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article imageVirtualization- end of the operating systems mystique for computers?

By Paul Wallis     Aug 29, 2007 in Science
A new company called VMware is causing shudders, or looks like it should be. VMware specializes in virtualization, which is the process of making different operating systems work together.
VMware just floated on the stock market, and it’s said to have been the most successful launch of a tech stock, for years. Its stock in trade is virtualization applications, across a wide spectrum of users. The technology is getting a lot of traction in the IT realms. One of the reasons for the enthusiasm is that it seems to solve a lot of problems.
With virtualization any program can operate on any piece of hardware using any operating system. A common operator. That’s not great news for the present titans of the industry, Microsoft, Apple, and Linux.
This Sydney Morning Herald article has some information which doesn’t quite gel, when trying to understand virtualization. It’s written in the paper’s technology section, so it’s probably geared to people with a bit more information than the average computer user. It refers to “virtual machines”, an expression which must mean more to someone than it does to me. Nor am I overcome with embarrassed comprehension after reading something like "thin layer of software applied to the hardware".
I don’t know enough about the technology to express much more than an opinion that the world’s need for efficient computers outweighs the proprietary interests of anyone.
As it is, data loads are crushing, and getting much bigger. Computers which can run anything beat those that can only operate whatever software happens to be available for a given operating system. An absurdity exists whereby stunningly lousy, unbelievably irritating, rubbish is compulsory software. Anyone who remembers the early accounting software is probably still having nightmares.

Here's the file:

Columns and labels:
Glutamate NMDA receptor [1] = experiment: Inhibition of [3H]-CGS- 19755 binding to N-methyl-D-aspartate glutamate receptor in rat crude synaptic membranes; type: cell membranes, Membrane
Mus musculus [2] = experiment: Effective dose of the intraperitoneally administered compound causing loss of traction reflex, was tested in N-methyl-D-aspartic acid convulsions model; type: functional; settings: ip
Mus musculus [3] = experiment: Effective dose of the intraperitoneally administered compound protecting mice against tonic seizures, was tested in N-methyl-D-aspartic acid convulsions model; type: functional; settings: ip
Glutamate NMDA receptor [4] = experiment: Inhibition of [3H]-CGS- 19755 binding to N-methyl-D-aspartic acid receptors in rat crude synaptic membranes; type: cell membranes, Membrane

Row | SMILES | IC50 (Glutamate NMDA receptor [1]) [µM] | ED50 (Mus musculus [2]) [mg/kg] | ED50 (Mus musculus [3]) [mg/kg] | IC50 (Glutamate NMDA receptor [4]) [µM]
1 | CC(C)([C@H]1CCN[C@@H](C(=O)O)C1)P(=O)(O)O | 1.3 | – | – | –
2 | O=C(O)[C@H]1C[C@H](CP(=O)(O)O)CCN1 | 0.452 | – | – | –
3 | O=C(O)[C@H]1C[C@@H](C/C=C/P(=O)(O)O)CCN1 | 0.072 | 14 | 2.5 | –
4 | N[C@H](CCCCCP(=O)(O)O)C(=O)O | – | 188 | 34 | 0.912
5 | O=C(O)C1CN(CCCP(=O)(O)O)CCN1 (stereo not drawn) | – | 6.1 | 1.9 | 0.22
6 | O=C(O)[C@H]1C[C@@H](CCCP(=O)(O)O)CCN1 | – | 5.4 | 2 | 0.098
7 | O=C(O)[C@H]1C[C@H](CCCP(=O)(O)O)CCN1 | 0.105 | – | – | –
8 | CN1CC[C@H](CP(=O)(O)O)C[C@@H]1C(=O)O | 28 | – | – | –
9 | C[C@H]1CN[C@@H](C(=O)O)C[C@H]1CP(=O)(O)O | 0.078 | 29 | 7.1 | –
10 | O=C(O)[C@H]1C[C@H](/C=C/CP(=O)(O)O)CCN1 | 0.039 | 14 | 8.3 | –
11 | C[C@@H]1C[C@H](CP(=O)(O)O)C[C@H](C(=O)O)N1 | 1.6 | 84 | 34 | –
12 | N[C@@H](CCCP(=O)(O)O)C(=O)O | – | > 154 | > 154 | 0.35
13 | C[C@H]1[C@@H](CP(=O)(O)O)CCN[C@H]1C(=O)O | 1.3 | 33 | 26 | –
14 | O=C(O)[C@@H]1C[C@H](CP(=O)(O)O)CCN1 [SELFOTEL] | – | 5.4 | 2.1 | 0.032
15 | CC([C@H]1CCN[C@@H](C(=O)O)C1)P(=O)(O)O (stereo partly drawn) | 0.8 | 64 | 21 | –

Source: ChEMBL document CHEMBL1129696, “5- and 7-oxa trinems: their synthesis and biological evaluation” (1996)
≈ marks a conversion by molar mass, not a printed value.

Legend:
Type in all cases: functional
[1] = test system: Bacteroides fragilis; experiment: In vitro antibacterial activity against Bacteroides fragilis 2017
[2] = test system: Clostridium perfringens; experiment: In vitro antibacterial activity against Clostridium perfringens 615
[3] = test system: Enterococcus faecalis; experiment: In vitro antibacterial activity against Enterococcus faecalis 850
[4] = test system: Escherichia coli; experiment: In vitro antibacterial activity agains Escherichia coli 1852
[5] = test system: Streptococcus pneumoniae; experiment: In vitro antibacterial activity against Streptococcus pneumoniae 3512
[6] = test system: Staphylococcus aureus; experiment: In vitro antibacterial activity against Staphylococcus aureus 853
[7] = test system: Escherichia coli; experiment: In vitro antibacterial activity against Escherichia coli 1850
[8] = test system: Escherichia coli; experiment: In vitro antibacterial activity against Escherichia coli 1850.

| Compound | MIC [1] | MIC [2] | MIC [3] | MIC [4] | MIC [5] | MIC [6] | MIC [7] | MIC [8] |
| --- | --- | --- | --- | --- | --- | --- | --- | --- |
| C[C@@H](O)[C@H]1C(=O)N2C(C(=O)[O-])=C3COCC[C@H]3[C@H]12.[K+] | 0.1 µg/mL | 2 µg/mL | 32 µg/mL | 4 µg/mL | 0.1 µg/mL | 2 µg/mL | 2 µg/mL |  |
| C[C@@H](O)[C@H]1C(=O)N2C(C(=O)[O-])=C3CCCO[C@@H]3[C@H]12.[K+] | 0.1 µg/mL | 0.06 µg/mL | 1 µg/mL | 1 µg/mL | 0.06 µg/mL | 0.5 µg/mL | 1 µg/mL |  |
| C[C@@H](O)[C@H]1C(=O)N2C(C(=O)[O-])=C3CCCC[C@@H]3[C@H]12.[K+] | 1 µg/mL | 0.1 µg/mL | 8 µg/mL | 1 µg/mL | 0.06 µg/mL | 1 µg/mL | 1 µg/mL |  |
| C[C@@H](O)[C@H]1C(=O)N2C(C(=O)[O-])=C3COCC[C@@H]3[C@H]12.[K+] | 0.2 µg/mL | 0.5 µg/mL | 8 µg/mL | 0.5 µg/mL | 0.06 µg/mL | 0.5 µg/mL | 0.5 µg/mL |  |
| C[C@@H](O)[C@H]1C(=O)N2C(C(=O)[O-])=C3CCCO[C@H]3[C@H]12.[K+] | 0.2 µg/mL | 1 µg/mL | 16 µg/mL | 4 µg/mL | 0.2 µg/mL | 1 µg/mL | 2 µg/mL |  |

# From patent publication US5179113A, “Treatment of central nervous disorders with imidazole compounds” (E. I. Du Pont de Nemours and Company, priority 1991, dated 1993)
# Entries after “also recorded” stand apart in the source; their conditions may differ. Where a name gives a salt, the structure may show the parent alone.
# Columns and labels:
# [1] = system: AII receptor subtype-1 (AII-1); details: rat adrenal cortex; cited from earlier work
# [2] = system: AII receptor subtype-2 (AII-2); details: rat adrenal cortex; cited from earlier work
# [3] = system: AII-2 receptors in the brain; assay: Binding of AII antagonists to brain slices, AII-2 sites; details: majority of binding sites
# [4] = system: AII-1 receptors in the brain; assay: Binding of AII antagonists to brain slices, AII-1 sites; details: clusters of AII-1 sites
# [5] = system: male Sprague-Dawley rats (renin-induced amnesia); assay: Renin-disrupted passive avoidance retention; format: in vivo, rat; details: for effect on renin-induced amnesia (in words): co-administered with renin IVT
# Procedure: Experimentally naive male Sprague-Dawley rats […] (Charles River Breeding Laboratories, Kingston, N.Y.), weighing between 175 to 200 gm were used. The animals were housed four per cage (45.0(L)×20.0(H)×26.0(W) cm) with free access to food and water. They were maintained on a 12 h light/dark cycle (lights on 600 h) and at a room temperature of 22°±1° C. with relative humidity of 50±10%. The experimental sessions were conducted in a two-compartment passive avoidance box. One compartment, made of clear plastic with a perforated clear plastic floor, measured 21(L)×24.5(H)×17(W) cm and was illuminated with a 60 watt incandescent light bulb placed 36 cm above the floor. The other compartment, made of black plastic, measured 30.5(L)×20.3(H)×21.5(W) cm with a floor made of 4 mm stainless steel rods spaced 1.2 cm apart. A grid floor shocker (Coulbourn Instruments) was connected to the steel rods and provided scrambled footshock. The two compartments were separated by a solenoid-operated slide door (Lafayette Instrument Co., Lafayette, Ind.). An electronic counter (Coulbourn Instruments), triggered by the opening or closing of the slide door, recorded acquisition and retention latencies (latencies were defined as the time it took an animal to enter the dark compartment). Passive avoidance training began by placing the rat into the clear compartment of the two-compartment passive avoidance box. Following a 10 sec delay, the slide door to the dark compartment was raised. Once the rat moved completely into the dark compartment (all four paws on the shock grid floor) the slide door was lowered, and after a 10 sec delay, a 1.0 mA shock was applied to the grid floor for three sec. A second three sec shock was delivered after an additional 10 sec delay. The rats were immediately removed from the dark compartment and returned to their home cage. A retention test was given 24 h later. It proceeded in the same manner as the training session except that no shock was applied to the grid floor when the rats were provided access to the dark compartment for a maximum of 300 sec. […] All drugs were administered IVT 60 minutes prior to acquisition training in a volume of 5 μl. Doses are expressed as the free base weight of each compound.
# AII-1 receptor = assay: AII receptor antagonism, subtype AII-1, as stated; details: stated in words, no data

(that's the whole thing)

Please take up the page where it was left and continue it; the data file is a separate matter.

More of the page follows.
Some computers have to run at plod level because of operating system protocols, as I understand it. I’m far from being an expert, but when you see 19kb of something taking millennia on a Pentium 4 with 800+Mhz speed and 512 RAM, you know something’s wrong. Compared to the processor and performance potential, that’s not even a corn flake’s worth of data.
Let’s face it, the computer user wants “Click, done.” Not “Click, wait for next geological epoch, not done.”
VMware itself has come up with something which explains its position and products, thankfully. It boils down to a more efficient use of computer resources, enabling multiple use of operating systems, simultaneously. The original idea sprang from a need to use mainframes more effectively.
One thing has to be said about VMware's approach: the ideas are good, and the thinking goes somewhere. The intro to virtualization refers to a "virtual infrastructure" operating across hundreds of computers.
Is your intranet feeling blue/hyperventilating/like you've just swallowed gravel? Try virtualization.
I do know enough about basic IT to know that anything which would dare to imply itself to be a virtual network is aiming high. It can mean no longer being stuck with the mysterious debilitating neuroses of whatever happens to be on your network. A sort of IT Utopian vision, in some ways, but it's what's needed, too.
Virtualization can also be applied to servers, too, so there's a fair percentage of the IT population who may yet escape auto-pattern baldness, the condition caused by tearing out chunks of hair and scalp while wrestling with server problems.
Sales pitch it may be, but the amount of human suffering it could prevent...!
The Sydney Morning Herald article makes one point very clear which wouldn’t be lost on anyone. It means that software installation can become a lot cheaper. Not being bound to operating systems, compatibility, and other moldy albatrosses does make sense. Even now, people still scream about how poorly some software runs on their systems. It’s been a built in inefficiency, and a thoroughly useless one. Virtualization sounds like a very marketable idea.
Microsoft itself is said to be working on some form of virtualization. Not before time, you’d think, for the company making 90% of the world’s computers. Particularly if it’s a known operating principle for mainframes, because personal computers have been following the mainframes’ lineage of development, in many ways.
This could get very interesting indeed. Disk operated systems are also heading for the museum. Add virtualization to solid state computers, and we might be getting somewhere. The $100 personal computer might be a lot closer than we’ve been led to believe.
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